How to Have Fun with Your (Perhaps Difficult) Aging Parent

Advice to adult children who find it hard to cope

Back in the 1970s, when Christina Britton Conroy was just 27, her mother died. In an instant, the aspiring singer and actress became principal caregiver for her temperamental, self-absorbed, 81-year-old father, a man with whom she’d never had a close relationship. Over the next few years, she tried in vain to keep him safe and happy while developing her career.

Then she had an inspiration.

Since her dad (a psychologist who had studied under Karl Jung) liked nothing more than to talk about himself, she bought him a portable tape recorder and a pile of blank tapes. Whenever she would visit his New York apartment, she would have him record stories from his life while she painted watercolors nearby.

“I could do what I needed to do while he was doing something that he enjoyed,” she says. “I wasn’t wasting time for myself, and he was feeling good about himself.”

That positive experience helped inspire Conroy’s eventual decision to become both a music and creative arts therapist. (She now works with children and homebound older adults in New York.) It also inspired her book, How to Have Fun with Your Aging Parents (Black Lyon Publishing, 2017).

Christina Britton Conroy, author

Easy as 1-2-3?

The promise in the book’s title might seem improbable, but Conroy argues that adult children of elderly parents can find peace, even joy, in difficult situations. All it takes is patience, imagination and a three-step process Conroy outlines.

Step 1 is to determine your parent’s personality type; for dysfunctional parents, the options she offers are “stuck in a rut,” “self-isolating,” “dangerously independent” and “unreasonably demanding.”

Step 2 is to figure out your relationship to your parent. As was true in Conroy’s case, this could involve unpacking some emotional baggage.

Step 3 is to discover and unlock your parent’s passions, which could go far beyond dictating old stories.

Throughout the slim volume, Conroy describes older adults she has worked with, many at an East Harlem neighborhood senior center during the 1990s. Their stories serve as powerful examples of what happens when someone rediscovers a lost passion — or discovers for the first time a reason for living.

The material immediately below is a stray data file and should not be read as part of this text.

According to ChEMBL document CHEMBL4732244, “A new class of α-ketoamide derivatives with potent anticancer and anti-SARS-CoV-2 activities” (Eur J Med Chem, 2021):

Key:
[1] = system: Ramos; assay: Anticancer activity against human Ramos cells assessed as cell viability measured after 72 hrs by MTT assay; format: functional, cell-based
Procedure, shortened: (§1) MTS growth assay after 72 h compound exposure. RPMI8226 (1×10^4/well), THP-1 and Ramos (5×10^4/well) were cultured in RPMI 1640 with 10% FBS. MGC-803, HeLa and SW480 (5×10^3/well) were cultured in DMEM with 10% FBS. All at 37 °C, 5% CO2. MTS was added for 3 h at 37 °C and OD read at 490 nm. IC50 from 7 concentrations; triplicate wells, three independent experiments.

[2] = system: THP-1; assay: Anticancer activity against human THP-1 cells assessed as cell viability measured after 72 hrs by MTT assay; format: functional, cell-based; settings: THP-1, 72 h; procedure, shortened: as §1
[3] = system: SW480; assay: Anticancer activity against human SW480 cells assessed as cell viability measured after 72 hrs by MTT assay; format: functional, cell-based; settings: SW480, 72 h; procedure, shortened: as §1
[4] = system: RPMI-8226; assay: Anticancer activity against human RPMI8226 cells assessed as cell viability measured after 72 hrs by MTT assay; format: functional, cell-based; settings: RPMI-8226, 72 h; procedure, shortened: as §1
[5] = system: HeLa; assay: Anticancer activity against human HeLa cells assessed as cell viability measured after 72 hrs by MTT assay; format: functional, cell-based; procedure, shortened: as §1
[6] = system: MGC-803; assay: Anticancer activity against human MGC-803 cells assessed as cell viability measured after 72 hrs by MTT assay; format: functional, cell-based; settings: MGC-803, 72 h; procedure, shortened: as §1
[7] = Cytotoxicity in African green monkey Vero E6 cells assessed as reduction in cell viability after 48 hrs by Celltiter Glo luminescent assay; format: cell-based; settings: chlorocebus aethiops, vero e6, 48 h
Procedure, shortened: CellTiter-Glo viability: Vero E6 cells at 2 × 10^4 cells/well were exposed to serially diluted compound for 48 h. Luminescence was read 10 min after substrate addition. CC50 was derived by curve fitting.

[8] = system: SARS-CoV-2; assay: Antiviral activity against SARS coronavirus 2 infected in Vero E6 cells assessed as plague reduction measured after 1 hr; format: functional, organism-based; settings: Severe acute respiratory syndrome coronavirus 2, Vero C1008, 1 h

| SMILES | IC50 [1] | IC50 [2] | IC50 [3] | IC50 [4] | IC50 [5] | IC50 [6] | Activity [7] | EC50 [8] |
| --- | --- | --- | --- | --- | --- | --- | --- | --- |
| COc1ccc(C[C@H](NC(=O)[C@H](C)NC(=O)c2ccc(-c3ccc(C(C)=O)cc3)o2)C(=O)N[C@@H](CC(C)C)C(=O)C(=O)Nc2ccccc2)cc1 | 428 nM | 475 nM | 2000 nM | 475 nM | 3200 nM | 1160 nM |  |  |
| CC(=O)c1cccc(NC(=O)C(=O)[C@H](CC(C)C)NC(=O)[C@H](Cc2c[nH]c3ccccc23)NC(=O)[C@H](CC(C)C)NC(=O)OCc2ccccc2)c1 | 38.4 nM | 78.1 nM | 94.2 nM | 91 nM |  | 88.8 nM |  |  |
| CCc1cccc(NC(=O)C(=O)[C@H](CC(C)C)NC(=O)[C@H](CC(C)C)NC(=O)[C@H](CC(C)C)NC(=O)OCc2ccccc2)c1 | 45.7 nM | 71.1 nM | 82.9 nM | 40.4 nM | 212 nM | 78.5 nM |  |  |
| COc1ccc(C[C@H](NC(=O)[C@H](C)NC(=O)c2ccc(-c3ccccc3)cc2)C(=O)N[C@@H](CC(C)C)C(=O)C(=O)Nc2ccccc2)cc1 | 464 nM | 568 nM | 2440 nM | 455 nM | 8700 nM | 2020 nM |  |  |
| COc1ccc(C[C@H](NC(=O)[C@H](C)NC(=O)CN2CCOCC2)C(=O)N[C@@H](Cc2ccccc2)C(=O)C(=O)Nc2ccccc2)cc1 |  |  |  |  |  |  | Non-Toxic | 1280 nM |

Rekindling Old Passions

Bill* is a good example. A child victim of polio, he had been sent to a special school where he learned to grind eyeglasses and make costume jewelry.

At the senior center, Bill signed up for one of Conroy’s music classes. After more than a year, he had developed so much self-esteem (if not musical ability) that he told her he wanted to offer a jewelry-making class. Within two years, he was teaching two classes a week to 40 or so students.

“He was strict, and he was good,” Conroy says. “He said for every two pieces of jewelry that a student made for themselves, the third piece they had to donate to the center to be sold.”

Proceeds from those sales and from other activities went into a fund that center members controlled. Among them was Peg*, who had a reputation for being angry, demanding and irrational.

Peg had been a pool shark in her day, and she wanted to spend some of the money on a pool table for the center. “The administration didn’t like the idea,” Conroy says. “I guess they thought it would bring in the wrong kind of people.”

Fortunately, Peg prevailed. “When she got her pool table, it ended up bringing in exactly the right kind of people, because it brought in the kids from the neighborhood, who would interact with the seniors and have pool tournaments,” Conroy says. “Peg ended up being the queen of the roost; she was setting up tournaments and suddenly had a reason to live.”

Finding New Interests

While Bill and Peg renewed old passions, Sam*, a retired welder, discovered a passion he didn’t know he had. “His life had been going to the shop, coming home, drinking beer and falling asleep in front of the TV,” Conroy says. “He liked his life; he liked being self-isolating.”

Arthritis robbed Sam of his trade, and a move to a nursing home robbed him of his privacy. Not surprisingly, he was constantly angry and frequently verbally abusive to those caring for him.

He did sign up for one of Conroy’s music classes, however. “I eventually figured out that for all those 30 years alone in his welding shop he’d had the radio on,” she says. “He was an encyclopedia of pop music from the ’30s and the ’40s and the ’50s. He knew every band, every singer.”

Armed with that insight, Conroy convinced Sam to start a music-reminiscing program for the other residents. He felt strong and important and gradually became interested in other people. “I’m not going to say it made him into a nice guy, but it made him into a nicer guy,” Conroy says.

Can you achieve similar results with your aging parent? Conroy thinks so. “Try to have fun,” she says. “Try to laugh at craziness — because there is so much craziness.”

* Conroy uses pseudonyms in the book to protect privacy.

By Mark Ray
Mark Ray is a freelance writer who has written for Scouting, Eagles’ Call, Presbyterians Today, Kentucky Homes & Gardens and other publications. He has also written, edited and/or contributed to a dozen books for the Boy Scouts and the Presbyterian and United Methodist churches.

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